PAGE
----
In the providential movement of this season, I have been engrossed by three memoirs, chosen without intentional theme, that have reflected to me a part of my beginnings that still shape me, but from which I have moved. Each writer comes from a different place than I have geographically, and each one is younger, but we have in common a shared religious heritage that gave us great gifts and enormous challenges. As I watch and listen to each voice, I am filled with hope. Thought there have been moments of pain, or disorientation, of wandering without a map, each woman has found her spiritual center, her place of belonging and her traveling mercies. I have found joyful hope in locating myself at points on each journey, and sharing moment of Grace.
I am finding that Lent is not only solemn and gray, but is also alive with reminders that Light and Darkness together are part of our human pilgrimage. This year it is profoundly important for me to remember that here on earth, although there is tremendous grief and suffering, there is also the whimsy, laughter, cheer, surprise of hope that manifests itself, sometimes daily–in the smile of the server, the grace of the responsive leader, the compassion of the helper, the delight of the discoverer, the unfettered laughter of old friends, remembering the way we were, and how it is Grace that has led us safely this far. I have taken on as a Lenten practice to look for those signs.
I am reminded of an old Brian Andreas drawing in which the angel appears to him in tights, he laughs and then knows that when signs appear, if there is no laughter in them, they are not for him. Nor are they for me. And neither are they for me if there is no Grace, no Joy, no Hope. On our way through Holy Week I am like the faithful one singing Psalm 126 of Ascent: ..our mouths were filled with laughter, and our tongue with shouts of joy…the Lord has done great things for us, as well as small ones, in tiny but unmistakable signs. In Lent, I can rejoice.
Anne Sexton proclaims that there is Joy in all! What more evidence can there be than the blossoming of five irises, with at least five to come amid the long-desired rainfall that appeared in these last days of Advent! Christmas comes replete with tidings of comfort and Joy in the arrival of the Baby Jesus, who at this celebrated moment is only a hope, a possibility and a dream! And I have done all that I can, both to make my beloved ones comfortable and Joyful, and to enter into the Joy myself, sometimes with mixed success. Yet the signs of Hope throughout Advent have kept pushing me to stay awake to the places and ways which, in the words of C, S. Lewis, “…cheerfulness keeps breaking in!”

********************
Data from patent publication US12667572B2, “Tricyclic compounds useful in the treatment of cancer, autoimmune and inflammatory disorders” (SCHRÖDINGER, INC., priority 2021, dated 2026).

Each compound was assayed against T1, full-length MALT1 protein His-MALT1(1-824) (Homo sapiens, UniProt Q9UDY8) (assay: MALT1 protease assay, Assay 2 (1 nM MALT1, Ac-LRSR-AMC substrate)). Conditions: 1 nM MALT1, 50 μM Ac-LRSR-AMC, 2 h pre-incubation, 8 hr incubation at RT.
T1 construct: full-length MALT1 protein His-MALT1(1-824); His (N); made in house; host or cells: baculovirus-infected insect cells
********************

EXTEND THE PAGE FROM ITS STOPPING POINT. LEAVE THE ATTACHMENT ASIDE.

The signs and the blooms of Joy on this day are everywhere–children singing loudly, even on key, the old Christmas carols with open hearts and wide eyes; thoughtful and prophetic pastors who don’t settle for the same old/same old messages and routine; caring friends who acknowledge my limitations this year, and come round in message or person anyway; posts from those who are feeding the hungry, expanding their giving on behalf of the vulnerable, writing and marching for both justice and mercy for the little ones.
Yet, many among my acquaintances want to make sure that I know that there are many for whom Joy is not readily accessible, and I am deeply aware of that. Hospitalizations, freak accidents, sudden losses, fractures of personal connections that can’t seem to heal, all make Joy a slippery commodity. And the “weary world!” Good grief! what can we say to the callousness, the arrogance, the brutality and the self-absorption that makes up the Slough of Despond through which we are muddling these days!
I submit once again the Joy–the Joy that is heralded by the angels–is not connected to the era in which we live, the location we inhabit, our status within or without families, even our body’s frailty. It is a gift from the Holy One, reflecting that above, around and through all we are created by God. The write of the Psalms remind us that in Holy Presence is fullness of Joy (Psalm 16:11). Two themes go throughout sacred testament–1) Joy is gift of God, even as it was when Christ was born, and 2) humans have the capacity to choose it, even when they are in dire straits and unhappy. I cannot choose for anyone else, but I can make it my aim in my quest to keep the Light shining to choose joy. Karl Barth says, ” Joy is the simplest form of gratitude.”
And so on this Christmas Day I again commit myself to choosing and practicing Joy–in the healing process my body is in, in the disappointment in what people do and don’t do, among the miasma of doomsday prognosticators–Joy because in Holy Presence is fullness of joy, and Christmas comes to tell me that the Christ will never leave or forsake. That belief and ground in Joy is what keeps me centered when I am called to lobby for mercy for the poor, to protest injustice for the displaced, to advocate for those who do not have the privilege I have as a white, heterosexual person with education. .
Joy to the world…God has come and given me power to share and spread that Joy!
So much of the Great Grayness that we are living through is covered with noise and disconnection. We read of or hear people screaming, horns blasting, helicopters hovering, sirens klaxoning all through our roads and towns. I long for peaceful silence, and yet there is a hopeful lilt in the atmosphere when I hear beautiful harmony. It is in the old carol’s words, “heavenly music (that) floats o’er all the weary world.”